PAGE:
I quickly determined that it didn't work because they had given me a crossover serial printer cable rather than a modem cable. This effectively made DCE out of the computer, so it couldn't talk to the modem. Another cable was scrounged out of a large box, and this time cu connected.

But it didn't seem too happy. I could enter commands, but it was very hard to tilde back out. For the moment I just assumed a crappy cu, and went on with configuring the modem, setting it for 38400 fixed baud rate and ats0=1 after an at&f. I also thought that perhaps some other process might be competing with me, and was pleased to find "fuser", which told me that there was no other process. Back to the broken cu theory for the moment.

Then I vi'd /etc/inittab. I'd already looked around for available gettys, and it seemed like mgetty was the way to go, so I added an entry for that, specifying a F38400 entry from gettydefs.

No luck

There was no joy at all with this. We tried dialing in from another system using Hyperterminal, and the modem would answer, but no login prompt, and then crap out a few seconds later. I thought perhaps mgetty was broken, so I tried getty. The first cut at that didn't work because the man page was wrong about its location: it's in /usr/sbin, not in /etc as the manual states. However, getty acted just like mgetty, so I went back to mgetty because it has a debugging flag, so I added a -x 9 to inittab and then went to look at the log file. Unfortunately, the man page misdirected me on that also (it's not in /tmp!), but I did find it eventually in /var/logs.

That showed me that mgetty was having trouble with the modem and couldn't see DSR. As this was a brand new USRobotics, and the machine couldn't have been more than a month old, I asked for another cable.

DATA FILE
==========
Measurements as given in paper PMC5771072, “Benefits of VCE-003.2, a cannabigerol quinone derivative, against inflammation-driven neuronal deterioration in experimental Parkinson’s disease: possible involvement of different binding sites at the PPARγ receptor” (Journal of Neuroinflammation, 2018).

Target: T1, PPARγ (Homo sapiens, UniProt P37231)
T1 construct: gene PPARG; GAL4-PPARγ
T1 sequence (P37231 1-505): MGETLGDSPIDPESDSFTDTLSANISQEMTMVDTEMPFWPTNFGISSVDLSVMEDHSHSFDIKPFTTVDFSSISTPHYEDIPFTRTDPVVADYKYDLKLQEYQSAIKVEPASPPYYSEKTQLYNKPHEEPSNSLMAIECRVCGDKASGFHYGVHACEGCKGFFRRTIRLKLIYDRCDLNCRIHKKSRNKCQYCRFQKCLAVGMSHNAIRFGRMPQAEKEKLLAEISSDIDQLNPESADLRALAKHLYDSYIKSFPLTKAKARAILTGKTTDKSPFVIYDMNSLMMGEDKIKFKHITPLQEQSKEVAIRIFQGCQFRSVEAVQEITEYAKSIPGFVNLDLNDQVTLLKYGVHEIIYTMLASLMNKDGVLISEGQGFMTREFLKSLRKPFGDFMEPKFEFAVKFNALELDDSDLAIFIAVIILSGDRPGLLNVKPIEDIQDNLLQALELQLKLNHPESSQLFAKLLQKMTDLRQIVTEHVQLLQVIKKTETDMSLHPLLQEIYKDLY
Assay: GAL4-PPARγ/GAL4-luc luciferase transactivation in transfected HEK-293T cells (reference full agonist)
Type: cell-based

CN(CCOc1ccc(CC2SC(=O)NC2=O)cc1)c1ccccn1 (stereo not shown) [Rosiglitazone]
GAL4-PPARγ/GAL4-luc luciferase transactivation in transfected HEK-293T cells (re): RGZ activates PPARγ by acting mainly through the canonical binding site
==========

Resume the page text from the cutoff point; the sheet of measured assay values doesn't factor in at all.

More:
A different cable

This third cable was DB25 to DB25, so I had to switch to COM2. After doing that, nothing worked. The mgetty couldn't talk to the modem at all, and cu couldn't either. This cable, however, had been stolen from a working system, so I had to assume something else was wrong, and it was: dmesg showed two com ports, but not ports 0 and 1: it was 0 and 3! I don't have a clue why this is; I suppose it will make sense someday. I do remember thinking that nothing in SCO was ever this confused, at least not with serial ports!

So, using ttyS3 rather than ttyS1 made mgetty much happier, but I still couldn't log in. It had taken almost 3 hours to get to this point, because in addition to bad cables and the video problems, during all this testing, there were been long periods were I had to stop because I was using one of their incoming voice lines to test with, and I had to give it up as customers called in. During these periods I had continued with the PPP configuration as given in the HOWTO's, creating both a /etc/ppp/options file, a user ppp whose shell would be pppd, and a ~ppp/.ppprc file containing the same options I had in the /etc/ppp/options file. I suppose one of these wasn't necessary, but I had nothing else to do while waiting for the phone line to be free.

I did all that configuration by hand; if there are configuration tools available I didn't find them.

Light dawns!

But still the login prompt wouldn't appear. Things were better; the connection didn't drop, but no login. At this point I wondered if mgetty needed /etc/mgettydefs rather than /etc/gettydefs, so I copied it, but as far as I could tell with "ls -lut", mgetty didn't read either one! And yet, stty showed me that it was running at 38400 baud. Puzzled, I went back to the logs again and this time I noticed that there was a PPP-AUTO or AUTO-PPP (sorry, I forget which) happening. It looked to me like mgetty was doing PPP prior to login, even though I hadn't told it to.